Shakespeare's key insight is that at moments of insupportable pain, humans can be pitched beyond tears into a desperate kind of laughter. "Why, I have not another tear to shed," Titus tells his brother, who has rebuked him for the unsuitability of his response.
That laugh is a stunning effect - in its psychological truth; in its acknowledgment that, as the Shakespeare scholar Jonathan Bate has written, "human nature does not obey dramatic decorum"; and in its pivotal importance in the drama.
His mirthless cackling is the signal that the hero has been pushed over the edge and that the play is about to change direction into a black nihilistic comedy of feigned madness and ingenious revenge.
Two remarkable modern productions have been crucial in the rehabilitation of Titus Andronicus, though their methods were very different. In Peter Brook's landmark 1955 revival at Stratford, the violence was stylised, the wounds of Lavinia represented by red streamers at the wrists and mouth. His ritualised approach showed that this was a play that had to be taken seriously.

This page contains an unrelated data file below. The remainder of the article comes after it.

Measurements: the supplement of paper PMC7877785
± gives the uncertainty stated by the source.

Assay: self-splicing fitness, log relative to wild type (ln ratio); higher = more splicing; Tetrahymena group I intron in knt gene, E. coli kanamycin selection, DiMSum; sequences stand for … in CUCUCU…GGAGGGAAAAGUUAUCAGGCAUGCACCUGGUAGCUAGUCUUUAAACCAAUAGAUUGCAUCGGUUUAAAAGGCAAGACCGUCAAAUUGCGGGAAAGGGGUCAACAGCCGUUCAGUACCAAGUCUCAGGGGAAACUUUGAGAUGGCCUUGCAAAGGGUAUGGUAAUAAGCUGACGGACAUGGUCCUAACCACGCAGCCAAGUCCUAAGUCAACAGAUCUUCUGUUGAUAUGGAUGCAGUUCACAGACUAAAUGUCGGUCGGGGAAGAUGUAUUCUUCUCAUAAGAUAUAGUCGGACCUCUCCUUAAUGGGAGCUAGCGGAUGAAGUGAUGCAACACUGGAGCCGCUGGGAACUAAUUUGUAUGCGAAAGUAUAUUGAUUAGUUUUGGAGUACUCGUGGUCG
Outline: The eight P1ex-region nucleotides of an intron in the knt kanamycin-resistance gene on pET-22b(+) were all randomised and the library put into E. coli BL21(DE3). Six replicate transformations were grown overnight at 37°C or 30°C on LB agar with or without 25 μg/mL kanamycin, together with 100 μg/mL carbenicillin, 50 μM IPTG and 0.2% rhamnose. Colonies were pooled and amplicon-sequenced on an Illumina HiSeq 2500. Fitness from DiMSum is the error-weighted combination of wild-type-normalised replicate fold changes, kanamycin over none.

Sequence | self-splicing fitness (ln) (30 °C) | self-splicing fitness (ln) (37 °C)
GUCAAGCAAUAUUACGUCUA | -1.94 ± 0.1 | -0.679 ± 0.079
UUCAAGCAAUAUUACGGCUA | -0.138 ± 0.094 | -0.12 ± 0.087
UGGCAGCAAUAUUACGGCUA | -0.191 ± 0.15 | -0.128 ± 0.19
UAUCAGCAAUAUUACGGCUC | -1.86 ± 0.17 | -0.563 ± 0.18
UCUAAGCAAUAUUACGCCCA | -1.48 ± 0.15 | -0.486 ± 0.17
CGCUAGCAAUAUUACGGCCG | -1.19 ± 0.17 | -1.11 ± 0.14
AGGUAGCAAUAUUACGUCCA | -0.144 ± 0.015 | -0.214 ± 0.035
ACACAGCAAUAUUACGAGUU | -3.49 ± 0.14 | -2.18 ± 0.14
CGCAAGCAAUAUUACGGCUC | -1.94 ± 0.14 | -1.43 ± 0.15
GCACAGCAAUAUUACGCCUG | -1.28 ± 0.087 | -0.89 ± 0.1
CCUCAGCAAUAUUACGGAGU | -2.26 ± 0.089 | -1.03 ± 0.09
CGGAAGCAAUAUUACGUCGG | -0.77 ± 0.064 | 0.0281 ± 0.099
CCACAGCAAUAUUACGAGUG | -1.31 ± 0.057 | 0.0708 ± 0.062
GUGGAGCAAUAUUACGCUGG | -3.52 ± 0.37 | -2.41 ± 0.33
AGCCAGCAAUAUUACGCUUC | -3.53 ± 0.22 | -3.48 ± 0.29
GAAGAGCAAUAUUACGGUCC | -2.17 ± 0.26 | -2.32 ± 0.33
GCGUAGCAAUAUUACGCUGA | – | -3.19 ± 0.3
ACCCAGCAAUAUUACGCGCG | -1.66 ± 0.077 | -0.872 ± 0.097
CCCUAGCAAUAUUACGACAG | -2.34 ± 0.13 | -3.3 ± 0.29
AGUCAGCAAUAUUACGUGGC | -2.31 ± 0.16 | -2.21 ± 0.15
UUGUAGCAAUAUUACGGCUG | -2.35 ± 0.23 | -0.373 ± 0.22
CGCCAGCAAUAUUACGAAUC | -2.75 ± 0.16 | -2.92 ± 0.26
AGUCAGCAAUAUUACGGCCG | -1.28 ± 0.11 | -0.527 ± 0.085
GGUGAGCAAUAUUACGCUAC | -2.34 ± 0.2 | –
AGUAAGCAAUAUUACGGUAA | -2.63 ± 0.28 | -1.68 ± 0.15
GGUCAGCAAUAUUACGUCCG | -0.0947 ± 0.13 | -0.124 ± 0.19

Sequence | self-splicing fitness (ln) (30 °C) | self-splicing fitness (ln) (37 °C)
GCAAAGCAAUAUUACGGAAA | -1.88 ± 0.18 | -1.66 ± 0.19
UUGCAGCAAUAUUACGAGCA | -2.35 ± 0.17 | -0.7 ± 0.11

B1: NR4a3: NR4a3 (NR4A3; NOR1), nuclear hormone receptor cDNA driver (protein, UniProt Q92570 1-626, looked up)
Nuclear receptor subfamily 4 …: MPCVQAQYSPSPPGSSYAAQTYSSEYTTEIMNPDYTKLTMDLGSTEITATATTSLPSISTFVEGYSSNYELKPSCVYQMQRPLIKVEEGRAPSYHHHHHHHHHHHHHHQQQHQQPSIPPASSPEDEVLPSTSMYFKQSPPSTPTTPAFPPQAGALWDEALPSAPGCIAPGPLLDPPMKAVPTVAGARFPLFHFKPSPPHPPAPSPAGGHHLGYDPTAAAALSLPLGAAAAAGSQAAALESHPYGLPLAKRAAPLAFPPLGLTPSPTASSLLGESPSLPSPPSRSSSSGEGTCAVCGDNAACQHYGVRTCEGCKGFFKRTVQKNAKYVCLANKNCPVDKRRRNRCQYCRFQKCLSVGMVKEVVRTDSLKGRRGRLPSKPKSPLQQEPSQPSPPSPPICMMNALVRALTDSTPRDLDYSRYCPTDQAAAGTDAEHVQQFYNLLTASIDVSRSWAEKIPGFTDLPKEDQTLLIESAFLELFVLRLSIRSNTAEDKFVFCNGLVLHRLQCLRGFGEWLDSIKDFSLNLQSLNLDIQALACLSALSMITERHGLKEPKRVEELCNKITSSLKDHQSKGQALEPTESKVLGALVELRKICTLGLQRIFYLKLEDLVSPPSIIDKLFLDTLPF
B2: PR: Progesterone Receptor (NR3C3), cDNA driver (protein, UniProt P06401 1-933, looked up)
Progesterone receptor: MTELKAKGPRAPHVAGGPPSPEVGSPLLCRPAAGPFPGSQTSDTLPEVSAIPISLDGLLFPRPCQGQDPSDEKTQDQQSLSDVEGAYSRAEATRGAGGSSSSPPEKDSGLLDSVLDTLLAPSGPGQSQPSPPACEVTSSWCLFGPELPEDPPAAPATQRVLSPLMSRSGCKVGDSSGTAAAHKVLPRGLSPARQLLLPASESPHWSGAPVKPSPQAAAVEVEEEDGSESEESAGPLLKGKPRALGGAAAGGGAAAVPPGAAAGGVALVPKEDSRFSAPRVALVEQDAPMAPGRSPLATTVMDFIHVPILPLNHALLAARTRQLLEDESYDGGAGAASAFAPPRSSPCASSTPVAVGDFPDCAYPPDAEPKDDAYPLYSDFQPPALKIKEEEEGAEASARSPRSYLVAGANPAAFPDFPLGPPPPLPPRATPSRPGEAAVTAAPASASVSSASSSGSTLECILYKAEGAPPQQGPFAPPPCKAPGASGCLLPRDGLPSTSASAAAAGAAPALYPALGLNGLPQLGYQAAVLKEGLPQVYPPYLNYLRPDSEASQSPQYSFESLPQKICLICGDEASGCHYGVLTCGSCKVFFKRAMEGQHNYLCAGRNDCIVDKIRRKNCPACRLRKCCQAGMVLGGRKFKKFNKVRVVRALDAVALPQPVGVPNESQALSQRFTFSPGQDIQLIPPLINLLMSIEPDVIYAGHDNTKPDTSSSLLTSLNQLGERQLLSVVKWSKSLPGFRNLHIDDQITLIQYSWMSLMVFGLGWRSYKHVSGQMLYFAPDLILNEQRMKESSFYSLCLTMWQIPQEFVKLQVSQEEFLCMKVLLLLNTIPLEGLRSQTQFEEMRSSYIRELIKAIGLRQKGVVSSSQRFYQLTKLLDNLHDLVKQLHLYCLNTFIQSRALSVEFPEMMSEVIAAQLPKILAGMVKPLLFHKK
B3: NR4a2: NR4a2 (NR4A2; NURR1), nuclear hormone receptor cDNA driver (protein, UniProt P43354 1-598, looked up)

But Brook pre-empted inappropriate laughter by cutting some 650 lines, and he underscored proceedings with loudmusique concrète (based on taped sounds). The barbaric grandeur was bought at the price of suppressing the gallows humour and all trace of comic irreverence.
By contrast, Deborah Warner's brilliant 1987 staging, with the matchless Brian Cox as Titus, was intimate and realistic (the number of audience members who fainted became legendary). Using the full text, the production walked the tightrope between horror and laughter. By heightening and supplementing the conscious black comedy, it not only forestalled mirth but made the pain and the pity all the more searing.
Communicating the intolerable grief of a man who discovers a capacity for tenderness only when it is too late, Cox superbly revealed how, in this first tragic hero, Shakespeare anticipated King Lear.